The new standard in wireless networks--802.11g--offers speed, security, and performance. It is also the most widely employed standard in corporate internal wireless LAN networks. You can transfer data at up to 54Mbps using 802.11g (which is five times the speed of older 802.11b wireless networks). And wireless LANs provide some obvious benefits: they always provide on-network connectivity, they do not require a network cable, and they actually prove less expensive than traditional networks. Wireless networks have evolved into more affordable and logistically acceptable alternatives to wired LANs. But to take advantage of these benefits, your wireless LAN needs to be properly secured.
Network security in a wireless LAN environment is a unique challenge. Whereas wired networks send electrical signals or pulses through cables, wireless signals propagate through the air. Because of this, it is much easier to intercept wireless signals. This extra level of security complexity adds to the challenges network administrators already face with traditional wired networks. There are a number of extremely serious risks and dangers if wireless networks are left open and exposed to the outside world. This article covers the types of attacks wireless networks encounter, preventive measures to reduce the chance of attack, guidelines administrators can follow to protect their company's wireless LAN, and an excellent supply of online resources for setting up a secure wireless network.
Let's have a look at some of the security features available in the 802.11x wireless standard.
Service Set Identifier (SSID):
SSID is meant to differentiate one network from another. SSID is the identification string used by the wireless access points by which clients are able to initiate connections. SSID settings on your network should be considered the first level of security, and should be treated as such. In its standards-adherent state, SSID may not offer any protection to who gains access to your network, but configuring your SSID to something not easily guessable can make it harder for intruders to know what exactly they are looking at. For each wireless access point you deploy, it is very important to choose a unique and difficult-to-guess SSID. Also, by default, wireless gateways happily broadcast the SSID to be picked up by any wireless network device for easy configuration. Hiding the SSID by disabling the SSID broadcast makes the life of an intruder tough.
Before a wireless client and an access point start communicating, they are expected to start a dialogue. This process is called associating. When the 802.11x standard came into the picture, IEEE added an extra feature that allows networks to require authentication immediately after a device associates. This authentication can be considered as an extra layer of keyed security. There is a weakness in this, as it involves a clear text transmission. Thus it is possible for an attacker to get hold of the keys.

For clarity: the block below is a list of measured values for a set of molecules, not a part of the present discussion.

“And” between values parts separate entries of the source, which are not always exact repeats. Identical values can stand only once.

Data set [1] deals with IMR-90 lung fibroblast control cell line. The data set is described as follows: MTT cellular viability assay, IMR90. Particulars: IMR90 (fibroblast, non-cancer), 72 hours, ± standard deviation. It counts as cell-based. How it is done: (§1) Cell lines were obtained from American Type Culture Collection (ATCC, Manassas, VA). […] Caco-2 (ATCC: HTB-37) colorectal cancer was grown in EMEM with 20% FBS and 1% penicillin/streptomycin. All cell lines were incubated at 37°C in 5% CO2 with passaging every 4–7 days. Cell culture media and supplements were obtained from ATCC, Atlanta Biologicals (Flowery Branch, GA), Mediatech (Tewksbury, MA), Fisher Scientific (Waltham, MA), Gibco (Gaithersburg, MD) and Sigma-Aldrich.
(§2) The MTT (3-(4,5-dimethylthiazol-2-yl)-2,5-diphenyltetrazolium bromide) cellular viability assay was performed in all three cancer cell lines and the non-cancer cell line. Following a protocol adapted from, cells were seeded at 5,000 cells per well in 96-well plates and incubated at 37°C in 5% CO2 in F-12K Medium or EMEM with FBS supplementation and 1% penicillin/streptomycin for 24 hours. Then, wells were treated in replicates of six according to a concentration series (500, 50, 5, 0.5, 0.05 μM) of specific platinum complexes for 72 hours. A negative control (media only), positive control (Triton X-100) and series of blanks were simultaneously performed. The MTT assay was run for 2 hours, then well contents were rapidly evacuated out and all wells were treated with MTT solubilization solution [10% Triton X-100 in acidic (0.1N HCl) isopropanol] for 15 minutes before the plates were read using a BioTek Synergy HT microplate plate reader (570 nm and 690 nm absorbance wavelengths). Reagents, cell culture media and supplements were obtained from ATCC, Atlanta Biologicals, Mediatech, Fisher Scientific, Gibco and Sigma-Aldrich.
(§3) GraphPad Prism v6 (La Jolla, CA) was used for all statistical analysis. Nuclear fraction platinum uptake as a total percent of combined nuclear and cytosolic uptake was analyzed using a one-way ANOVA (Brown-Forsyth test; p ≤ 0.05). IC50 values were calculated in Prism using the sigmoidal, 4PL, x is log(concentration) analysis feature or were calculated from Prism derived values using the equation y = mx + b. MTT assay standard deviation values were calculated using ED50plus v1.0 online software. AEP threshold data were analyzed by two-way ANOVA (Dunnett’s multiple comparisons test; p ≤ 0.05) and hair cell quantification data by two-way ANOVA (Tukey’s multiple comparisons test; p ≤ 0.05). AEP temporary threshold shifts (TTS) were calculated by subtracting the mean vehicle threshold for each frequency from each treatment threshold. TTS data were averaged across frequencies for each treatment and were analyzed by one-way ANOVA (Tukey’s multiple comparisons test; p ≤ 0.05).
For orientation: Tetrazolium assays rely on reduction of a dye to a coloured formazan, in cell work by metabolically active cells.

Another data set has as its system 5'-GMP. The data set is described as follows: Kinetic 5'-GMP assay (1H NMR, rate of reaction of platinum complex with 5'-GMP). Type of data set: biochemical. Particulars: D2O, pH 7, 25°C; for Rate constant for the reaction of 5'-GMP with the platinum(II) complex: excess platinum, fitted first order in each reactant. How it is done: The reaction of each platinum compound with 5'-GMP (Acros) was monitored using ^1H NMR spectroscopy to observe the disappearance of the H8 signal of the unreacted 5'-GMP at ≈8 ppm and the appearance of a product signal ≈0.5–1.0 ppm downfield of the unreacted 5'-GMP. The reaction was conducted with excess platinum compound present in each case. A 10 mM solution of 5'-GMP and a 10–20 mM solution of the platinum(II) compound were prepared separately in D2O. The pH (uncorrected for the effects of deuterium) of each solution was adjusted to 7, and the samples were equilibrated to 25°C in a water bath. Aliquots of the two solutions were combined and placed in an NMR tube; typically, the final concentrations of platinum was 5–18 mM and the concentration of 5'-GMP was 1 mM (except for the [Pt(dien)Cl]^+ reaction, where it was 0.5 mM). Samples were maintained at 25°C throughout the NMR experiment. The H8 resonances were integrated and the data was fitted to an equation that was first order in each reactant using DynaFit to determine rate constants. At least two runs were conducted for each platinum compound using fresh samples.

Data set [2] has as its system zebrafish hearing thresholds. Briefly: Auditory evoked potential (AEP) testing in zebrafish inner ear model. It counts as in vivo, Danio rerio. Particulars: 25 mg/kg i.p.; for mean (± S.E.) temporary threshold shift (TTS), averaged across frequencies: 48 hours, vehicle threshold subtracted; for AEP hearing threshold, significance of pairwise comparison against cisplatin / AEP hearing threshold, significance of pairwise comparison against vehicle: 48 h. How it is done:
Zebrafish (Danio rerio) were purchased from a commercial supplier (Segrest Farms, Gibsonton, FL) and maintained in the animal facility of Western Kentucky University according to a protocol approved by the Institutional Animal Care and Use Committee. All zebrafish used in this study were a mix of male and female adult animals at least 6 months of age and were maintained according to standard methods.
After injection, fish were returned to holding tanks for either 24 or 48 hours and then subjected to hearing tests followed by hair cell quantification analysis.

Wired Equivalent Privacy (WEP):
WEP is a standard method for encrypting traffic over a wireless network. WEP was intended to give wireless users security equivalent to being on a wired network. With WEP turned on, each packet to be transmitted is first encrypted and then passed through a shredding machine called RC4. 128-bit encryption is preferred over 64-bit encryption, as it is lot more difficult to break. A major problem associated with WEP is key management. When we enable WEP according to the wireless standard, we need to visit each wireless device that we use and type in the proper WEP key. If the key is compromised due to some reasons, either you have to change the key or lose all security. Also, if you have hundreds of users on your network, changing the WEP key creates lots of difficulties. Thus, though WEP has several weaknesses, using WEP is better than not using it.
As in wired networks, the basic controls you'll need include a host system that authenticates the user or device attempting to access the network, and encryption that protects the data as it travels from the user device to the access point, whether to ensure confidentiality or to ensure that no one has tampered with the message or changed its content. The wireless networks based on 802.11x have been plagued by some well-publicized security failings. The IEEE 802.11x protocol provides a different approach to security and security management that overcomes the failings of 802.11x Wired Equivalent Privacy (WEP). The following is the list of some of the main known security risks.
The Wireless Equivalent Privacy (WEP) encryption built into 802.11x can be compromised relatively easily. Wireless sniffing programs, such as AirSnort, can implement attacks that exploit these weaknesses. WEP has some known weaknesses in how the encryption is implemented. Keep in mind that using WEP is better than not using anything; it at least stops casual sniffers.
Let's take a closer look at each type of wireless network attack listed above.
Insertion attacks: These occur when you place unauthorized devices on the wireless network without going through a security process and review. This type of attack can happen when an attacker tries to connect a wireless client to an access point without authorization. It is possible to configure the access points so that they require a password for client access. If there is no password, an intruder can connect to the internal network simply by enabling a wireless client to communicate with the access point.
Interception and monitoring of wireless traffic: As in wired networks, it is possible to intercept and monitor the network traffic across a wireless LAN. For this type of attack to take place, the only condition that needs to be satisfied is that he/she needs to be within the range of an access point.
Misconfiguration: Many access points ship in an unsecured configuration so that they can be handled and deployed easily. Unless each unit is configured prior to deployment, these access points will be a high risk for attack or misuse.
Client-to-client attacks: Two wireless clients can communicate with each other, bypassing the access point. Therefore, there is a need for the users to defend the clients not just against an external attack but also against each other.